Donald Judd was a friend of Kusama’s and an advocate of her early Infinity Net series, writing as an art critic for ARTnews, “Yayoi Kusama is an original painter. The five white, very large paintings [presented at the artist-run Brata Gallery in 1959] are strong, advanced in concept and realized.” The artists lived in the same building on 19th Street in New York in the early 1960s, where Kusama constructed her first sculptural installations at the same time that Judd constructed his. Judd later wrote a letter of support on behalf of Kusama for the United States Immigration and Naturalization Service. In the letter he discusses the exhibition of Infinity Net paintings:
“In October of 1959 Yayoi Kusama exhibited five large paintings which were recognized as exceptional. Sidney Tillim, writing in Arts, predicted that the show would prove the sensation of the season. It did prove to be so and has remained one of the few important shows of the last two years. Tillim’s review and the one in ARTnews by the present writer stand as two of the most laudatory and extensive reviews given to a first one-man show. In quality the idea is grave, dignified, cool, and tough and in method advanced and remarkable. The space is shallow, close to the surface, and, in the case of the five white paintings of the first show, achieved by innumerable small arcs superimposed on a black ground which is muted with a final wash of white.”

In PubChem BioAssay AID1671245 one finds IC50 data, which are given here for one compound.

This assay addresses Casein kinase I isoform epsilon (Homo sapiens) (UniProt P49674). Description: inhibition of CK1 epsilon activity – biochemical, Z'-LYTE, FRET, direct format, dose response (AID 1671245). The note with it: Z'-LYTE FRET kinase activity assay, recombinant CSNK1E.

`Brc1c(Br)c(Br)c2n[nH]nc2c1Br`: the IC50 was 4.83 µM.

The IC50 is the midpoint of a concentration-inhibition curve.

The two artists maintained continued correspondence over the next two decades with Judd to visit Kusama while in Japan for an exhibition at Galerie Watari in February of 1978. Judd installed an early ceramic work by Kusama, a gift from the artist, in his library at La Mansana de Chinati/The Block in Marfa, Texas. An exhibition of Kusama’s work at 101 Spring Street was discussed in letters between the artists’ studios in the 1980s, though not realized until now.
Curated by Flavin Judd, the exhibition at 101 Spring Street includes recent and new works from the artist’s ongoing Infinity Net series. The exhibit will be accompanied by a series of public programs that explore Judd’s relationship with his contemporaries in New York from the 1960s through the 1980s.
Yayoi Kusama is made possible with support from David Zwirner, New York and Ota Fine Arts, Tokyo/Singapore/Shanghai.